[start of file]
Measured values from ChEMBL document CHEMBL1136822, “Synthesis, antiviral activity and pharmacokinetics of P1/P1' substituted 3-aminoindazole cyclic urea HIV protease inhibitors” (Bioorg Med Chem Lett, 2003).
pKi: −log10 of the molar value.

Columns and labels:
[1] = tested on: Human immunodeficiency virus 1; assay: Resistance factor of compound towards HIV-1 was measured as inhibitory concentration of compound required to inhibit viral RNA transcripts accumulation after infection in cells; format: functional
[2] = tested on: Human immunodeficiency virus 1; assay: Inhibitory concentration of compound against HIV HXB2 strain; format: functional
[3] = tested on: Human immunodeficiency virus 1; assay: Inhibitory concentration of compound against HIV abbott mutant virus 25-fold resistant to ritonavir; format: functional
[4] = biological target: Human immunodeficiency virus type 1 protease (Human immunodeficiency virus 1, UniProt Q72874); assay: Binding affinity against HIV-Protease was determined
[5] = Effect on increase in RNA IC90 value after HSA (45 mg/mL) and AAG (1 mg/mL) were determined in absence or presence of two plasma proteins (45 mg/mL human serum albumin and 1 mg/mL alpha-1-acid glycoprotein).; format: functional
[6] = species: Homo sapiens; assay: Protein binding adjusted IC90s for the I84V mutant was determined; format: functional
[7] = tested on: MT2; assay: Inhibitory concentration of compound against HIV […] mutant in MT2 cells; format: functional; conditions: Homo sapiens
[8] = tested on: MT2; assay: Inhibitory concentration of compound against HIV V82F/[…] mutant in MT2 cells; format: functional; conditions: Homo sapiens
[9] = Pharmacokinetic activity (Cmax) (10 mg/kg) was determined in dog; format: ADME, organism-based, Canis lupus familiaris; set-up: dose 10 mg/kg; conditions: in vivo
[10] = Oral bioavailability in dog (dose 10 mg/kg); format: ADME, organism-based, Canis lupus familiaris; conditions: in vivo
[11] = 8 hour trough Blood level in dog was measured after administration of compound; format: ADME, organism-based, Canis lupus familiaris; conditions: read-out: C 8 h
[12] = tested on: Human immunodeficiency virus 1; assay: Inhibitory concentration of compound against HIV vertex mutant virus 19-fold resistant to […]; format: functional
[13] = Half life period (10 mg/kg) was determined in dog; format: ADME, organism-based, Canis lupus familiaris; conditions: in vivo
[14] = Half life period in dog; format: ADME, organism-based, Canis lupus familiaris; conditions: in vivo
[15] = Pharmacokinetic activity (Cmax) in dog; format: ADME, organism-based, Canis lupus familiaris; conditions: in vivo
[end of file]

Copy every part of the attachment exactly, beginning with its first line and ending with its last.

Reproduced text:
Measured values from ChEMBL document CHEMBL1136822, “Synthesis, antiviral activity and pharmacokinetics of P1/P1' substituted 3-aminoindazole cyclic urea HIV protease inhibitors” (Bioorg Med Chem Lett, 2003).
pKi: −log10 of the molar value.

Columns and labels:
[1] = tested on: Human immunodeficiency virus 1; assay: Resistance factor of compound towards HIV-1 was measured as inhibitory concentration of compound required to inhibit viral RNA transcripts accumulation after infection in cells; format: functional
[2] = tested on: Human immunodeficiency virus 1; assay: Inhibitory concentration of compound against HIV HXB2 strain; format: functional
[3] = tested on: Human immunodeficiency virus 1; assay: Inhibitory concentration of compound against HIV abbott mutant virus 25-fold resistant to ritonavir; format: functional
[4] = biological target: Human immunodeficiency virus type 1 protease (Human immunodeficiency virus 1, UniProt Q72874); assay: Binding affinity against HIV-Protease was determined
[5] = Effect on increase in RNA IC90 value after HSA (45 mg/mL) and AAG (1 mg/mL) were determined in absence or presence of two plasma proteins (45 mg/mL human serum albumin and 1 mg/mL alpha-1-acid glycoprotein).; format: functional
[6] = species: Homo sapiens; assay: Protein binding adjusted IC90s for the I84V mutant was determined; format: functional
[7] = tested on: MT2; assay: Inhibitory concentration of compound against HIV […] mutant in MT2 cells; format: functional; conditions: Homo sapiens
[8] = tested on: MT2; assay: Inhibitory concentration of compound against HIV V82F/[…] mutant in MT2 cells; format: functional; conditions: Homo sapiens
[9] = Pharmacokinetic activity (Cmax) (10 mg/kg) was determined in dog; format: ADME, organism-based, Canis lupus familiaris; set-up: dose 10 mg/kg; conditions: in vivo
[10] = Oral bioavailability in dog (dose 10 mg/kg); format: ADME, organism-based, Canis lupus familiaris; conditions: in vivo
[11] = 8 hour trough Blood level in dog was measured after administration of compound; format: ADME, organism-based, Canis lupus familiaris; conditions: read-out: C 8 h
[12] = tested on: Human immunodeficiency virus 1; assay: Inhibitory concentration of compound against HIV vertex mutant virus 19-fold resistant to […]; format: functional
[13] = Half life period (10 mg/kg) was determined in dog; format: ADME, organism-based, Canis lupus familiaris; conditions: in vivo
[14] = Half life period in dog; format: ADME, organism-based, Canis lupus familiaris; conditions: in vivo
[15] = Pharmacokinetic activity (Cmax) in dog; format: ADME, organism-based, Canis lupus familiaris; conditions: in vivo